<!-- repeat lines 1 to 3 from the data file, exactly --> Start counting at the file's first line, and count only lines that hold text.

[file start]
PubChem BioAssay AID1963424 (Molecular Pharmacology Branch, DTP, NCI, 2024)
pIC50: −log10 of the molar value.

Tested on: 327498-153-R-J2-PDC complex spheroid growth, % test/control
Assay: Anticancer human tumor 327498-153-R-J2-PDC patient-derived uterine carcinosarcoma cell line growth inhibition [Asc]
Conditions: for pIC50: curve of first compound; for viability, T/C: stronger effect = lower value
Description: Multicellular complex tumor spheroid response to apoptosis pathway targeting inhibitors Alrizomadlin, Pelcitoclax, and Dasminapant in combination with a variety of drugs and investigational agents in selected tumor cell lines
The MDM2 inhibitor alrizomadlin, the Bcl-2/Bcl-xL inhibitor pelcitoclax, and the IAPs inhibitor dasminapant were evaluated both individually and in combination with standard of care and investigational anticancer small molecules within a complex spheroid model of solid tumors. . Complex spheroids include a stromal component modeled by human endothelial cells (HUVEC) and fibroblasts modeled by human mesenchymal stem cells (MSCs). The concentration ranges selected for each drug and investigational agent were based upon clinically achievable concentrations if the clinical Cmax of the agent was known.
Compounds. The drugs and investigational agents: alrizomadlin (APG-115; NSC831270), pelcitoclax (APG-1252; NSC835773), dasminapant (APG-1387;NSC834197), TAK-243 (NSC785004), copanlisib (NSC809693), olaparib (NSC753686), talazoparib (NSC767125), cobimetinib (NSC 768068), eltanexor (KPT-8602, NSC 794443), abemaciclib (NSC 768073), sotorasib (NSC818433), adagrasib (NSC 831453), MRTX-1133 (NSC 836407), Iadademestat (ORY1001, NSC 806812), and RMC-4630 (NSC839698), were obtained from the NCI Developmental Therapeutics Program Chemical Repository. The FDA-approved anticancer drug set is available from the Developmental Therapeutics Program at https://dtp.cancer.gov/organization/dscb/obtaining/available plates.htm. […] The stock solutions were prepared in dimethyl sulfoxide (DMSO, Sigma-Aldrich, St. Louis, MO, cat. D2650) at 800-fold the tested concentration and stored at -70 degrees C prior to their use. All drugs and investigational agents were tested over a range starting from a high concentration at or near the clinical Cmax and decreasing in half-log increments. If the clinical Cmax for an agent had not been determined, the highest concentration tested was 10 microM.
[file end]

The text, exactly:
PubChem BioAssay AID1963424 (Molecular Pharmacology Branch, DTP, NCI, 2024)
pIC50: −log10 of the molar value.

Tested on: 327498-153-R-J2-PDC complex spheroid growth, % test/control